NFL Commits $250 million Over 10 Years To Fight Systemic Racism -

NFL Commits $250 million Over 10 Years To Fight Systemic Racism

NFL first black-owned team
(Image: Twitter)

The National Football League (NFL), announced it will commit $250 million over 10 years to a fund to combat systemic racism.

The NFL was at the center of an issue in 2016 when San Francisco 49ers quarterback Colin Kaepernick began taking a knee in a silent protest of police brutality. He was essentially blackballed from the sport for it.

Last week, NFL commissioner Roger Goodell apologized for not listening to players when it came to the protests. The apology came after a group of black players demanded the league apologize and admit wrongdoing in the Kaepernick situation. According to an NFL spokesperson, the league would be willing to work with Kaepernick on social justice initiatives.

“We wouldn’t be where we are today without the work Colin and other players have led off,” the spokesperson said. “That is a key point here. We listened to our players. We needed to listen more, we needed to move faster. We heard them and launched a social justice platform because of what Colin was protesting about. The players have always been an essential piece of this effort and this campaign. It would be awesome to engage Colin on some of the work we are doing. He’s doing real impactful work. Getting him in some way would be amazing for us. There’s a lot of work to do to get to that point. We’re certainly open and willing to do that.”

The league will expand on a $44 million commitment it made to social justice programs in 2017. The previous money funded 20 national social justice grant partners and made matching contributions to 350 local grassroots organizations identified by players and former players.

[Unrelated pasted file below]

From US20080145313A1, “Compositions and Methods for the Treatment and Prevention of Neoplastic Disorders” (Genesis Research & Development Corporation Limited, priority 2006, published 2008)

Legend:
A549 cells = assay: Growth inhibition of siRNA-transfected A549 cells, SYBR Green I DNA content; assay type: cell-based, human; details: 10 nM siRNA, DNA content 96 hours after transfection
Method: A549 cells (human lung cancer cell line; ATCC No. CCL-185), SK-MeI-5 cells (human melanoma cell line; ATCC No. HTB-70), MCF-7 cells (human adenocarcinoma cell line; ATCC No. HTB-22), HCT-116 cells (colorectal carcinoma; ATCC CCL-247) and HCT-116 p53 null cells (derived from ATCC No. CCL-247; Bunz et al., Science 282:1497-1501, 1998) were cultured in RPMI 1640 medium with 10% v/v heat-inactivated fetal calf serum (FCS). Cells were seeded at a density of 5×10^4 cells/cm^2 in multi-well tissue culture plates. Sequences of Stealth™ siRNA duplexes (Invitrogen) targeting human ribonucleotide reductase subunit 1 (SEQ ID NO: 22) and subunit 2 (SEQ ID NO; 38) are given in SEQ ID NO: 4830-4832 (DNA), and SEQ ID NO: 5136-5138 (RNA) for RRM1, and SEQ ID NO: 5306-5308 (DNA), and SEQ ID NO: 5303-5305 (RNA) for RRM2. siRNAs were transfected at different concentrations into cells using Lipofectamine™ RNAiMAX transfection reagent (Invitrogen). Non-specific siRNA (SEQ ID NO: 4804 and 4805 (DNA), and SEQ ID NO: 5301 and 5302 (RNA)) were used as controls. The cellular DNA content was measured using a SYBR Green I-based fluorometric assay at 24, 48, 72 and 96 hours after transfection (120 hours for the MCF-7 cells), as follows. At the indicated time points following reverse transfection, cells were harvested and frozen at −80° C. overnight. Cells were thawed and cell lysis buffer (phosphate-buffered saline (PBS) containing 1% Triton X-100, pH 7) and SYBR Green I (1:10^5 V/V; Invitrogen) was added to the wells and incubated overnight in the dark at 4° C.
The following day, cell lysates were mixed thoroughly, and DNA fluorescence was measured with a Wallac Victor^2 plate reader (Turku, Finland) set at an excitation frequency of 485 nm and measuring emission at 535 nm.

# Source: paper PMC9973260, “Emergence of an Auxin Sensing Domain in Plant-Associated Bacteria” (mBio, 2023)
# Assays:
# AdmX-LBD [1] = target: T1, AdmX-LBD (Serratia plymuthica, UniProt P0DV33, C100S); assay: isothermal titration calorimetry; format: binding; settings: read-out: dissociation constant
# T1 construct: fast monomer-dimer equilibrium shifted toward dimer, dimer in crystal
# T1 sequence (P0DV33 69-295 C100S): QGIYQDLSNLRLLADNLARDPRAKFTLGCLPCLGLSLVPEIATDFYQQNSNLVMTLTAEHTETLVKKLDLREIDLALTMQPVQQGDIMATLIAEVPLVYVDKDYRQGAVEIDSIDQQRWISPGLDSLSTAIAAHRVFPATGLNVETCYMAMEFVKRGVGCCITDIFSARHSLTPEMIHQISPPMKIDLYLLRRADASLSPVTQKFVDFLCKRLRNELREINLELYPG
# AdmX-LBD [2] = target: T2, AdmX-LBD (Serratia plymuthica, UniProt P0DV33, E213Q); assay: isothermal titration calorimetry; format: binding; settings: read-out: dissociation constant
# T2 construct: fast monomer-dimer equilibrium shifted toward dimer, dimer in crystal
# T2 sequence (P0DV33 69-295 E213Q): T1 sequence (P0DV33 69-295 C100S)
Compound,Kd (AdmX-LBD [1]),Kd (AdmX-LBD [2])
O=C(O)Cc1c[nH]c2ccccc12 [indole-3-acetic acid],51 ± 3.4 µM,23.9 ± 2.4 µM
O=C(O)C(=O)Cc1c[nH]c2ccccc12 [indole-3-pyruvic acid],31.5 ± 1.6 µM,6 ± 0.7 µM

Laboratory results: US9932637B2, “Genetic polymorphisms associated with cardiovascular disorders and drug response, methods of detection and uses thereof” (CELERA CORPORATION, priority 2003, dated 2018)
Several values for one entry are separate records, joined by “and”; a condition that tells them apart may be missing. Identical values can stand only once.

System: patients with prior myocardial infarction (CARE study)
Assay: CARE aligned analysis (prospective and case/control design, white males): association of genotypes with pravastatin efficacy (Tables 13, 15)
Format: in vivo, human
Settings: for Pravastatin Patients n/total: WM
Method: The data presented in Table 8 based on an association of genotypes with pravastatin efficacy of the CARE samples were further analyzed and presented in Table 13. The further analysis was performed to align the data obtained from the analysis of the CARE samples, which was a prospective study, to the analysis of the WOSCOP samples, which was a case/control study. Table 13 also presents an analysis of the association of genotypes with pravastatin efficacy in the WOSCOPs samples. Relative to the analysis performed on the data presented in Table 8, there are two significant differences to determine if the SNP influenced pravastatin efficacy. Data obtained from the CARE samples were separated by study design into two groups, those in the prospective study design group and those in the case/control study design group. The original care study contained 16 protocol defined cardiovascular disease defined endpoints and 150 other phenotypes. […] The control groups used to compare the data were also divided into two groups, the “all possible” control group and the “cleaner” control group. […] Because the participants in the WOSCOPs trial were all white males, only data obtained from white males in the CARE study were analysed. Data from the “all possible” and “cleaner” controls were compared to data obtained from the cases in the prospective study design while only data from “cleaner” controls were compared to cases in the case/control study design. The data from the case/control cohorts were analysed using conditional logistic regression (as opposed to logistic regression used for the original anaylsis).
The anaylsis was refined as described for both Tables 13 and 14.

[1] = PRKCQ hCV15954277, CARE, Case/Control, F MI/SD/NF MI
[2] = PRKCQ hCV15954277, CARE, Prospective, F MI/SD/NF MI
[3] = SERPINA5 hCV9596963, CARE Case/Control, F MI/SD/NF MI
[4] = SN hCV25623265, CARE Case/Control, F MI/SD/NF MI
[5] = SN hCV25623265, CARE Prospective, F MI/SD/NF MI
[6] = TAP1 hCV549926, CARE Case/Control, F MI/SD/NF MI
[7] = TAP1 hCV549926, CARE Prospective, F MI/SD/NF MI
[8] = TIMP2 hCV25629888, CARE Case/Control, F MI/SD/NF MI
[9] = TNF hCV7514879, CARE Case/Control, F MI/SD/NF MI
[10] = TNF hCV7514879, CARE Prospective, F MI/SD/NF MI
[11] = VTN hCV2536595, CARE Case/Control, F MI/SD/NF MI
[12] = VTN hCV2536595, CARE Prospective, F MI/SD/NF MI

The league also announced it will continue to leverage NFL Network and its other media properties to “place an increased emphasis on raising awareness and promoting education of social justice issues to our fans.”

“As someone who has personally lived through episodes of racism and injustice, and can unfortunately relate to what the majority of the NFL players encounter on a daily basis, I can say with complete conviction that we now have a real effort at the NFL to bring real and overdue change,” Jacksonville Jaguars owner Shad Khan said. “Results won’t come automatically. Success will require constant attention, partnership and hard work. But, as a league, we’ve never been in a better position to answer our obligation to the payers, everyone who loves the NFL, and to the community we serve.”

NFL Struggles With Diversity At Top Positions

The league has struggled in its past attempts to diversify parts of its operations, include coaching positions and upper management. While the players in the league are overwhelmingly African American, there are currently just two African American head coaches. Mike Tomlin, who coaches the Pittsburgh Steelers and Anthony Lynn, who coaches the L.A. Chargers.

There are also only two black general managers. Andrew Berry, the G.M. of the Cleveland Browns and Chris Grier, the G.M. of the Miami Dolphins. Will McClay, the scouting director for the Dallas Cowboys, is considered by many to be the Cowboys G.M. although owner Jerry Jones has the title.

The NFL has tried to get more minority head coaches with its Rooney Rule, a policy that requires league teams to interview ethnic-minority candidates for head coaching and senior football operation jobs. The rule was named after Dan Rooney, the former owner of the Steelers and chairman of the league’s diversity committee.

The rule, however, has not worked as hoped.  Many teams looking for a new coach will interview a minority candidate first, essentially clearing the requirement before conducting a serious search. The Cowboys did this at the end of the 2019 season, interviewing former Cincinnati Bengals coach Marvin Lewis, a Black candidate, before interviewing and hiring Mike McCarthy.